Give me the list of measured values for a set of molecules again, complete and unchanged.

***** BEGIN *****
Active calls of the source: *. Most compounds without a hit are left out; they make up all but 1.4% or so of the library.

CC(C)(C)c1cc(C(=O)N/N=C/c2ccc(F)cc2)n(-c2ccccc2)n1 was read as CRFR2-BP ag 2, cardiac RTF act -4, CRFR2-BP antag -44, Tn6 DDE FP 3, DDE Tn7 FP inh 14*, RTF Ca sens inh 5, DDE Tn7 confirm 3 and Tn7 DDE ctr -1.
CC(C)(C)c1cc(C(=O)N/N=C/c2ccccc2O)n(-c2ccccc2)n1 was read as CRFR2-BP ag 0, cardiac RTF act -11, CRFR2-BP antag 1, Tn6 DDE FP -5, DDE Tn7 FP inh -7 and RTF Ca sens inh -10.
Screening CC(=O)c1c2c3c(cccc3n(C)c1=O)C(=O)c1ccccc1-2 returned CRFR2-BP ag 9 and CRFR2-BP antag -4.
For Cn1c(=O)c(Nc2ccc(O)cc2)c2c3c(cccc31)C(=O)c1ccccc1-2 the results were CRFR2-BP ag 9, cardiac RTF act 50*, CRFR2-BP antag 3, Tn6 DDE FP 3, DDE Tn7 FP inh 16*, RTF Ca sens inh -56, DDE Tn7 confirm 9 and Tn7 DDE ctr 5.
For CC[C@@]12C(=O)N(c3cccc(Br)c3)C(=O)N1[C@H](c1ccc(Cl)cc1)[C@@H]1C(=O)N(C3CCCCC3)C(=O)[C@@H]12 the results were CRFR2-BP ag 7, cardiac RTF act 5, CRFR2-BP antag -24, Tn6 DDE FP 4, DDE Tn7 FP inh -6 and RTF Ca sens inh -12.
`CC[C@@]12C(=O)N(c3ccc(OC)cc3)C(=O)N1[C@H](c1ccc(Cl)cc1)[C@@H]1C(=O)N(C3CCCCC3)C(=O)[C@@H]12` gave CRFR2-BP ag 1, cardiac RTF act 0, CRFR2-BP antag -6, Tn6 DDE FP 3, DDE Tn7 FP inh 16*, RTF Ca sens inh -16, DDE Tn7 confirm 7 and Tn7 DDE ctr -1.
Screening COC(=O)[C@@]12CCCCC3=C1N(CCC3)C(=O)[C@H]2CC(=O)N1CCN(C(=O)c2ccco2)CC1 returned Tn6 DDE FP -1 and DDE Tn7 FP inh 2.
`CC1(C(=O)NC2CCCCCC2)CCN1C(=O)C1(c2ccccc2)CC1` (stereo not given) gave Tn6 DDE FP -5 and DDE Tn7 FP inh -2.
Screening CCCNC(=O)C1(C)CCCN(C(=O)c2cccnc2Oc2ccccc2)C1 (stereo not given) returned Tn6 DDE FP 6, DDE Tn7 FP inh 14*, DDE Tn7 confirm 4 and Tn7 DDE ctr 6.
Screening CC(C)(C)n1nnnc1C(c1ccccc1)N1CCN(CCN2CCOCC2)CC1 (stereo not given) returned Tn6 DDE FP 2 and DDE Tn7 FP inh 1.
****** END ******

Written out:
Active calls of the source: *. Most compounds without a hit are left out; they make up all but 1.4% or so of the library.

CC(C)(C)c1cc(C(=O)N/N=C/c2ccc(F)cc2)n(-c2ccccc2)n1 was read as CRFR2-BP ag 2, cardiac RTF act -4, CRFR2-BP antag -44, Tn6 DDE FP 3, DDE Tn7 FP inh 14*, RTF Ca sens inh 5, DDE Tn7 confirm 3 and Tn7 DDE ctr -1.
CC(C)(C)c1cc(C(=O)N/N=C/c2ccccc2O)n(-c2ccccc2)n1 was read as CRFR2-BP ag 0, cardiac RTF act -11, CRFR2-BP antag 1, Tn6 DDE FP -5, DDE Tn7 FP inh -7 and RTF Ca sens inh -10.
Screening CC(=O)c1c2c3c(cccc3n(C)c1=O)C(=O)c1ccccc1-2 returned CRFR2-BP ag 9 and CRFR2-BP antag -4.
For Cn1c(=O)c(Nc2ccc(O)cc2)c2c3c(cccc31)C(=O)c1ccccc1-2 the results were CRFR2-BP ag 9, cardiac RTF act 50*, CRFR2-BP antag 3, Tn6 DDE FP 3, DDE Tn7 FP inh 16*, RTF Ca sens inh -56, DDE Tn7 confirm 9 and Tn7 DDE ctr 5.
For CC[C@@]12C(=O)N(c3cccc(Br)c3)C(=O)N1[C@H](c1ccc(Cl)cc1)[C@@H]1C(=O)N(C3CCCCC3)C(=O)[C@@H]12 the results were CRFR2-BP ag 7, cardiac RTF act 5, CRFR2-BP antag -24, Tn6 DDE FP 4, DDE Tn7 FP inh -6 and RTF Ca sens inh -12.
`CC[C@@]12C(=O)N(c3ccc(OC)cc3)C(=O)N1[C@H](c1ccc(Cl)cc1)[C@@H]1C(=O)N(C3CCCCC3)C(=O)[C@@H]12` gave CRFR2-BP ag 1, cardiac RTF act 0, CRFR2-BP antag -6, Tn6 DDE FP 3, DDE Tn7 FP inh 16*, RTF Ca sens inh -16, DDE Tn7 confirm 7 and Tn7 DDE ctr -1.
Screening COC(=O)[C@@]12CCCCC3=C1N(CCC3)C(=O)[C@H]2CC(=O)N1CCN(C(=O)c2ccco2)CC1 returned Tn6 DDE FP -1 and DDE Tn7 FP inh 2.
`CC1(C(=O)NC2CCCCCC2)CCN1C(=O)C1(c2ccccc2)CC1` (stereo not given) gave Tn6 DDE FP -5 and DDE Tn7 FP inh -2.
Screening CCCNC(=O)C1(C)CCCN(C(=O)c2cccnc2Oc2ccccc2)C1 (stereo not given) returned Tn6 DDE FP 6, DDE Tn7 FP inh 14*, DDE Tn7 confirm 4 and Tn7 DDE ctr 6.
Screening CC(C)(C)n1nnnc1C(c1ccccc1)N1CCN(CCN2CCOCC2)CC1 (stereo not given) returned Tn6 DDE FP 2 and DDE Tn7 FP inh 1.